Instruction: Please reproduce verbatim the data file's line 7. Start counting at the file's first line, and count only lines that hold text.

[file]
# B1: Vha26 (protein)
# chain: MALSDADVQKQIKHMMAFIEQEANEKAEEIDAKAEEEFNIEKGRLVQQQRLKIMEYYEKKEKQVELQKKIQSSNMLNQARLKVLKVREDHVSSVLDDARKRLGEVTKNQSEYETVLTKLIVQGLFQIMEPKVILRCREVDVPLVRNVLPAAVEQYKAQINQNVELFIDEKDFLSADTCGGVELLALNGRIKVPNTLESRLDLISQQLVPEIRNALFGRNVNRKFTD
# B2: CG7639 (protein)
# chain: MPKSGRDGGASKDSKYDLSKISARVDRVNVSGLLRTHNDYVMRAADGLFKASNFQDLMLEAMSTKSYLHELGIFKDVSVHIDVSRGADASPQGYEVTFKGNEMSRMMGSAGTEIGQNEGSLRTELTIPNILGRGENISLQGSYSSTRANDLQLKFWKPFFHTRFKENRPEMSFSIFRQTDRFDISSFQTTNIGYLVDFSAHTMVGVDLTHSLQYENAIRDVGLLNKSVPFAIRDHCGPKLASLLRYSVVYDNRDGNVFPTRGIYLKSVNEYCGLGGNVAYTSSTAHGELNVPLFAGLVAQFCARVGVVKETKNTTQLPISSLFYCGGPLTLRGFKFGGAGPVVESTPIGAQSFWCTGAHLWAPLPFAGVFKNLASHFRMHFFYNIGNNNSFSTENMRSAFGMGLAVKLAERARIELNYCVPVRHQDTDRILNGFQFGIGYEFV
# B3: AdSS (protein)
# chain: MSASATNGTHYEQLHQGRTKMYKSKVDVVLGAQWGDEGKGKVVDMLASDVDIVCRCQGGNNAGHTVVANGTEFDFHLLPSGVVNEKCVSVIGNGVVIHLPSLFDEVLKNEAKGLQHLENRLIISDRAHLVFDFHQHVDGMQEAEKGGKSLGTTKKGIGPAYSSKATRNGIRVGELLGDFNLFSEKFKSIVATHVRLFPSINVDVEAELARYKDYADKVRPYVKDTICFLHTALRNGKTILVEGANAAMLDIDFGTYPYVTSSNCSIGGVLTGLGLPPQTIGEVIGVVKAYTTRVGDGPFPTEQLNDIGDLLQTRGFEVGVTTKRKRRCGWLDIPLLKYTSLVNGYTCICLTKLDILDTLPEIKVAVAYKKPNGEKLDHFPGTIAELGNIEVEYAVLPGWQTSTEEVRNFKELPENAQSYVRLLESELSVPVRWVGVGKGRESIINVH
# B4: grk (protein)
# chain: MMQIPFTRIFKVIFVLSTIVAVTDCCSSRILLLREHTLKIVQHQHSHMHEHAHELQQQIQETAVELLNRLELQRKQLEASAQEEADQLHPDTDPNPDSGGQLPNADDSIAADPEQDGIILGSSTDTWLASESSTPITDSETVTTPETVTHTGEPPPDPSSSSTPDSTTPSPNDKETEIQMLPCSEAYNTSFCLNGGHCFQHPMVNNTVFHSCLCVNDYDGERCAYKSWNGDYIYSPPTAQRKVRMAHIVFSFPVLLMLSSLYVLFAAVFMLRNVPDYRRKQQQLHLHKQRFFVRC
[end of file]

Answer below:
# B4: grk (protein)